Wednesday, October 26, 2016

Interview with an Intern: Carla Fulgham


One of the best parts of the Museum is our team of student interns who help our programing come alive for the anyone who visits us. Interview with an Intern is our opportunity to highlight their achievements and learn a little bit more about some of the most valuable members of our Museum team!

Most museum visitors get to know our interns through education programming; however, we also have a dedicated team of behind-the-scenes interns who help our staff as well. This month, we're featuring antiquities collection intern Carla Fulgham from Oxford, MS.

Antiquities Collection Intern, Carla Fulgham
Carla Fulgham

Carla is a second year graduate student from the University of Southern Mississippi working on her Masters of Library and Information Science. She is the Museum's first non-University of Mississippi intern and has been doing excellent work helping digitize the original papers from the David M. Robinson Collection of Greco-Roman Artifacts. Besides interning at the Museum, Carla also works as a librarian at the Lafayette County and Oxford First Regional Library.


1. What’s your favorite piece in the Museum? 


It’s difficult to say which is my favorite piece at the museum. I am currently working with the Robinson collection and I’m very impressed with being able to work so closely with Antiquities artifacts. But on a more personal level I only recently discovered Theora Hamblett when I began volunteering at the museum and was moved by her Dreams and Visions series. The paintings in that series are deeply personal and reveal Hamblett’s spiritual experience in the South during a time when my ancestors were living and dreaming here too.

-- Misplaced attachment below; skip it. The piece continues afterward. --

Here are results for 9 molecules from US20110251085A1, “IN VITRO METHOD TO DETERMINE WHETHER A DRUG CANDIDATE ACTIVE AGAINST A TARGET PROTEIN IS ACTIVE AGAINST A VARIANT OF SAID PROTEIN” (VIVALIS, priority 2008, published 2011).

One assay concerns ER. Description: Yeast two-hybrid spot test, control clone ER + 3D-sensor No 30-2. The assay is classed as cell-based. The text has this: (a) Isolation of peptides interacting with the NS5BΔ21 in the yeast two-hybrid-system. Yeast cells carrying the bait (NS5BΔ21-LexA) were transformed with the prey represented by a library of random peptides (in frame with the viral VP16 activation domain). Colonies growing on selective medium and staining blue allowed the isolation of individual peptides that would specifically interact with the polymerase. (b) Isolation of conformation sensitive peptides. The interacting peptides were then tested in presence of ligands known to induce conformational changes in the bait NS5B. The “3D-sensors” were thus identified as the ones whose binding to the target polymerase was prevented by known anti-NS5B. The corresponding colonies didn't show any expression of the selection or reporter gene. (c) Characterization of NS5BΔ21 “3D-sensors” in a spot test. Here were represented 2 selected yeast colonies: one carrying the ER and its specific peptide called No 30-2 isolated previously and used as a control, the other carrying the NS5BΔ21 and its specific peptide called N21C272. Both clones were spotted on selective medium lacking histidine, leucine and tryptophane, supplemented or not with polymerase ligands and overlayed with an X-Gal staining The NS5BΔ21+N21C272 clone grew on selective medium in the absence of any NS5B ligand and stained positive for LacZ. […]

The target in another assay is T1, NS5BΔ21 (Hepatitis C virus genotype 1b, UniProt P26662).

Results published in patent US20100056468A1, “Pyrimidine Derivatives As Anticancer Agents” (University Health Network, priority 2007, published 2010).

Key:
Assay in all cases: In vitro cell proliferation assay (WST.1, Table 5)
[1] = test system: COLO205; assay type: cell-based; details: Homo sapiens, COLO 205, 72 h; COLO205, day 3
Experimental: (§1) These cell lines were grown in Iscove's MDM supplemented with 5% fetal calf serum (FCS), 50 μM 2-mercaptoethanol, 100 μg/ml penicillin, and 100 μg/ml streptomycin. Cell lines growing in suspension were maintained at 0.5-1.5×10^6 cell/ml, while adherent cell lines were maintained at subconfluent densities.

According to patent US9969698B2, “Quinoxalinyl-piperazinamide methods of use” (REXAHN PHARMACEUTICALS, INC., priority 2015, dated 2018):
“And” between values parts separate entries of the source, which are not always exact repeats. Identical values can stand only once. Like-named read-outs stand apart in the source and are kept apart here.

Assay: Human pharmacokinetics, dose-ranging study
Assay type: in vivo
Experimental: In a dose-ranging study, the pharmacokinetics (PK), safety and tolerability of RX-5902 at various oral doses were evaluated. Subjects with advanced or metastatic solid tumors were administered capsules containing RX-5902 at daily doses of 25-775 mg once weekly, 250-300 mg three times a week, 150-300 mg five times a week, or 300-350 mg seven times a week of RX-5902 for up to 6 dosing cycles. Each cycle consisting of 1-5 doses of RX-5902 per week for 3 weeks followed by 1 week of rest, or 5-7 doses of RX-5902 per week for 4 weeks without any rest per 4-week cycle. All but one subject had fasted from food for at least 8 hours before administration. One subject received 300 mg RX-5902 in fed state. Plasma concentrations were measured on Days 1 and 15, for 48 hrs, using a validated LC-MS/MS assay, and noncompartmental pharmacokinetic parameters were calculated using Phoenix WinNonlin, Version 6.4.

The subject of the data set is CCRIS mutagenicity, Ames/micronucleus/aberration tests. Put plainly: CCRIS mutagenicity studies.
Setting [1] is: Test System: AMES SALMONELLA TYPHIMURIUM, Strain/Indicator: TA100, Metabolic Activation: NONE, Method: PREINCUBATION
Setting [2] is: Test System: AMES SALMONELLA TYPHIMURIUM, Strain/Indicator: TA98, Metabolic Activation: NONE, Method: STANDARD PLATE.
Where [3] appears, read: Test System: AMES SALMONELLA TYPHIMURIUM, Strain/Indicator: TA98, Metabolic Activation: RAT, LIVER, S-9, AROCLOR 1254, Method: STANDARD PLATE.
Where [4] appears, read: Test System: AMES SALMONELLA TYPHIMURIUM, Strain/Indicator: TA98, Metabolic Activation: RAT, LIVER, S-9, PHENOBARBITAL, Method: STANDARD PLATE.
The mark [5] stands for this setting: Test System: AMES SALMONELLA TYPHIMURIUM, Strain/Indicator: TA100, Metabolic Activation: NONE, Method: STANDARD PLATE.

Theora Hamblett (1895-1977), Oil on Canvas, Gift of Theora Hamblett, 1977.12.108
Red Star and Red Trees in Circle, 1958, Theora Hamblett


2. 
What’s been your favorite project? 


I’ve really only had one ongoing project so far, but I’m certainly enjoying it! I create pdf files from original papers in the Robinson collection. Eventually I hope this will help the museum to establish provenance for some of the pieces in the collection as well as to create finding aids for the digitized papers.

3. How long have you been at the Museum and why did you want to be an intern?


I’ve been a volunteer at the museum since September 2016. Beginning in the spring I will be fulfilling a required practicum performing the same work I do now as a volunteer. The practicum is for a Master of Library and Information Science degree, as well as for a certification in Archives and Special Collections through the University of Southern Mississippi’s Library and Information Science program.

4. What’s your favorite part of being a museum intern?


My favorite part of being a museum intern is reading other people’s letters! Many of the papers in the Robinson collection are letters and other correspondence, written decades ago and fascinating to read. I also enjoy being surrounded by the museum’s beautiful collections and working with the great staff.


340-330 BCE, Apulian Red Figure Style, Manner of the Dareios Painter, Gift of Mr. and Mrs. Frank S. Peddle Jr.
Artifacts on display from the David M. Robinson Collection 


5. What’s the most challenging thing about being an intern?


The most challenging thing about being an intern is time management. It’s hard to be a student, a full-time worker, and an intern!

6. How has being an intern helped you in your education? 


Fulfilling a practicum at the museum will strengthen my archival skills and allow me to put them to work in a professional setting. Digitizing, describing, and organizing archival records are all aspects of the archival process that I hope I will get to know better in the coming months.


7. What is some advice you have for students?


Interning is a great way to get to know your prospective profession better. It can also be a motivator whenever you become bogged down in course work. My time at the museum has been a reminder that the skills I learn in the classroom have an exciting, real world application.

8. What are your long-term goals? 


 My long-term goal is to complete my Master of Library and Information Science degree as well as a Certificate of Archives and Special Collections. Eventually, I want to acquire a second master’s degree in Archeology or in another subject related to special collections. I hope to someday work as a museum archivist or in an academic special collections.

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